CardUP!
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CardUP!

Frisch seniors, shut out of school, start their own business

Frisch students are at an online training meeting for CardUP. Top row: Tzippy Kaplan ’20, Noah Schultz ’20, Morgan Lazarus ’20, and Eitan Levy ’20. Second row: Jarrett Lazarus ’22, Mia Weinblut ’20, Brian Racer ’20, Jacob Rivkin ’20.: Yaacov Neuer ’20 is not pictured.
Frisch students are at an online training meeting for CardUP. Top row: Tzippy Kaplan ’20, Noah Schultz ’20, Morgan Lazarus ’20, and Eitan Levy ’20. Second row: Jarrett Lazarus ’22, Mia Weinblut ’20, Brian Racer ’20, Jacob Rivkin ’20.: Yaacov Neuer ’20 is not pictured.

The Frisch School in Paramus closed on March 3, after learning that some of its students had been exposed to the coronavirus. That made it the first school in New Jersey to shut its doors.

That left seniors Morgan Lazarus of Englewood and Noah Schultz of Fair Lawn with some time on their hands.

“We found ourselves with an academic year abruptly cut short, spring internships cancelled, and summer plans in question,” Morgan said. “We needed to do something to create our own ‘internship’ experience as an alternative.

“Noah and I were eager to focus our efforts towards doing good for the greater community in light of a rapidly unraveling covid-19 situation. We are both passionate about putting our best foot forward to do what we can to help our community. With both of us having a background and interests in marketing and software, we decided to find a way to use technology to give back to non-profits that were struggling from the implications of the pandemic.”

They put their heads together and created CardUP (getcardup.com), an automated service that helps organizations raise funds during a difficult time of closed offices, diminished staffing, and diminished donations.

“In a nutshell, CardUP provides a simple, elegant platform that automates the traditional tribute card revenue model,” Morgan said. “We handle the card creation, distribution, billing, tax receipts and more on our platform — with the simple goal of generating donation revenue that non-profits would not otherwise have had and getting it straight to the organization.

“Our software allows donors to customize and personalize cards, sent via two digital delivery methods, and make a donation online. The platform alleviates internal work for shuls and non-profit offices with limited office support.”

The seeds for the initiative were planted last May, when Noah — who has run an eponymously named marketing agency throughout his high school years — conceived of automated donation cards as a solution for one of his clients, Zahal Shalom, a small non-profit organization for wounded IDF veterans.

“We were looking for new ways to expand our fundraising potential sustainably,” Zahal Shalom’s vice president, Tali Blum, said. “CardUP brings us an entirely new source of revenue and its platform runs itself so we can focus more on what we do.”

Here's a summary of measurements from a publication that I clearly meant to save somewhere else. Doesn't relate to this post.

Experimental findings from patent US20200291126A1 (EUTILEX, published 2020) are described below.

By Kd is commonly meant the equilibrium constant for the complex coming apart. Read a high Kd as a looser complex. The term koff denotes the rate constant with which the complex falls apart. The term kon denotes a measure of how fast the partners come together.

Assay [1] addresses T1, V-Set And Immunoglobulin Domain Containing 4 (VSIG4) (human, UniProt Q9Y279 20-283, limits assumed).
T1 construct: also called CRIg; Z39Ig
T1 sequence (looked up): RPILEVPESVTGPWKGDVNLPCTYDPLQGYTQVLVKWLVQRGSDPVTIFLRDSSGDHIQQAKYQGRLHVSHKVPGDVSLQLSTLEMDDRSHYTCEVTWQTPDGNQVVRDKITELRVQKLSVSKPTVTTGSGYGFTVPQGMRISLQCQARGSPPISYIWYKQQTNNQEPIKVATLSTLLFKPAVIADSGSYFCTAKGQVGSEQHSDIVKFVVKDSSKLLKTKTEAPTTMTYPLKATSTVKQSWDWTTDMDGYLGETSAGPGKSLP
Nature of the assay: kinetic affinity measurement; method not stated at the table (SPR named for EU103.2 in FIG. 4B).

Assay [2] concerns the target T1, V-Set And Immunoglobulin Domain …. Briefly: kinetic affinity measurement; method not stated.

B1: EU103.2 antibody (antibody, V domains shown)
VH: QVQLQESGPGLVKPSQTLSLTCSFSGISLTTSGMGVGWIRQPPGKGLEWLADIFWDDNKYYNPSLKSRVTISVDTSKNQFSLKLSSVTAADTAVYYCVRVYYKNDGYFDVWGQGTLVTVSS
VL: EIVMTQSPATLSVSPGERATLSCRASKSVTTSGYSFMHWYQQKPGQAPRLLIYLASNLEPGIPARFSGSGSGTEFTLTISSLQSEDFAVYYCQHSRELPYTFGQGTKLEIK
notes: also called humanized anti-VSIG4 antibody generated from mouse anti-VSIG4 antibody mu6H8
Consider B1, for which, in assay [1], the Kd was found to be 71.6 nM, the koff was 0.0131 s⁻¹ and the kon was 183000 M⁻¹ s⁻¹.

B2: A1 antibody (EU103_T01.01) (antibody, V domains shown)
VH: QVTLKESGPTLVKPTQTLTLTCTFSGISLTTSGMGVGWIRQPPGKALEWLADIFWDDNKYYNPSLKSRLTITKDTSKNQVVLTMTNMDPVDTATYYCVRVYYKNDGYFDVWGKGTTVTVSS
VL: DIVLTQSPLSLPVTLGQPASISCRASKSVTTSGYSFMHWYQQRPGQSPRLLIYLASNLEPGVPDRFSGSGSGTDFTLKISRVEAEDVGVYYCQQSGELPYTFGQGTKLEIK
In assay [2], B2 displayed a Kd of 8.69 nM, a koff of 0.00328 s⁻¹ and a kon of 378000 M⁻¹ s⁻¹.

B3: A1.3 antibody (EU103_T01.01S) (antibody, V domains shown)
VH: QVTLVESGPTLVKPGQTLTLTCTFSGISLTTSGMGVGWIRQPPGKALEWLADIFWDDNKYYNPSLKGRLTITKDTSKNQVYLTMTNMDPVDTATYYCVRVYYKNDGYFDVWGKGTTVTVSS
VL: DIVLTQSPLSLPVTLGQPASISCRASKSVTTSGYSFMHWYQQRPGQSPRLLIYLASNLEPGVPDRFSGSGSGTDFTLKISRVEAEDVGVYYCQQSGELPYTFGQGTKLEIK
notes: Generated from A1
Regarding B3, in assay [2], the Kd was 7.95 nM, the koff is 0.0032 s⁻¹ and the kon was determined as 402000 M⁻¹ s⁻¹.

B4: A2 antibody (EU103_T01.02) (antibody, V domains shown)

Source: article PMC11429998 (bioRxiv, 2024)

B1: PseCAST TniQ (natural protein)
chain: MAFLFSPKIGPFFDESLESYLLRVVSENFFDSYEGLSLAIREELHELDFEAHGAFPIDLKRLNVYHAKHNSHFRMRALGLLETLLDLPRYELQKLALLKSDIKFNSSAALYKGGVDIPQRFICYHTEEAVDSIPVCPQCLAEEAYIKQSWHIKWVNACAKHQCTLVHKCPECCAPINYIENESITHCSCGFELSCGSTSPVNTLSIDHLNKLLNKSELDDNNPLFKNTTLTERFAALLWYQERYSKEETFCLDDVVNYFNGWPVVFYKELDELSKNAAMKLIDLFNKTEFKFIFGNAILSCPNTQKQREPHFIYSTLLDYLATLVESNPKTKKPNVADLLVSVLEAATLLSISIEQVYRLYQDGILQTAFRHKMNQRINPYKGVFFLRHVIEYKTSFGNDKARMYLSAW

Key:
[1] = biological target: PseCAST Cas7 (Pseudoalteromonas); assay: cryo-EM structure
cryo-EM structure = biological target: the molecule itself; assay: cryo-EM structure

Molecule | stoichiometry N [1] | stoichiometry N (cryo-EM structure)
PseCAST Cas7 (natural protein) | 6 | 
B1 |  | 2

“Fast forward to the covid-19 pandemic, and every organization is in the same place of not having resources and office staff,” Noah said. “I spoke to Morgan, and we decided to take this really great product and scale it up to help our communities.”

The enterprising young co-founders — Noah is chief executive officer and Morgan is chief operating officer — gave their initiative a name that conveys the card idea and the hopeful concept of moving in an upward direction.

They have recruited and trained 16 Frisch classmates to do sales, marketing, and product development. The team contacts local, national, and international non-profits and explains how CardUP can benefit their organizations.

“They’re getting the internship experience they were anticipating along with the value of reaching out to the community,” Noah said. “We are now actively talking to and providing demos to over 400 organizations locally, nationally, and internationally. It grows by the day.”

CardUP is free for non-profits struggling in the covid crisis; Kehillat Kesher Community Synagogue of Tenafly & Englewood is one of its local clients.

“Jewish organizations are our focus now, but we want to help anyone in any community who needs it,” Morgan said.

The completely student-led initiative takes up about five hours a day for its co-founders. They do have other responsibilities to attend to, such as studying for and taking AP exams this month.

Morgan said his experiences at Frisch contributed to the CardUP initiative in several ways. “I took AP computer science and that helped my ability to code. And we have an elective program where I took an engineering course, and this year a course on tikkun olam where I built a prosthetic hand on a 3D printer. So we were encouraged to find nonprofit groups to go out and help.”

The partners may turn CardUP into a for-profit business eventually. “Maybe at the end of the summer we’ll start charging a nominal fee,” Noah said. “We will make that decision based on the coronavirus situation.”

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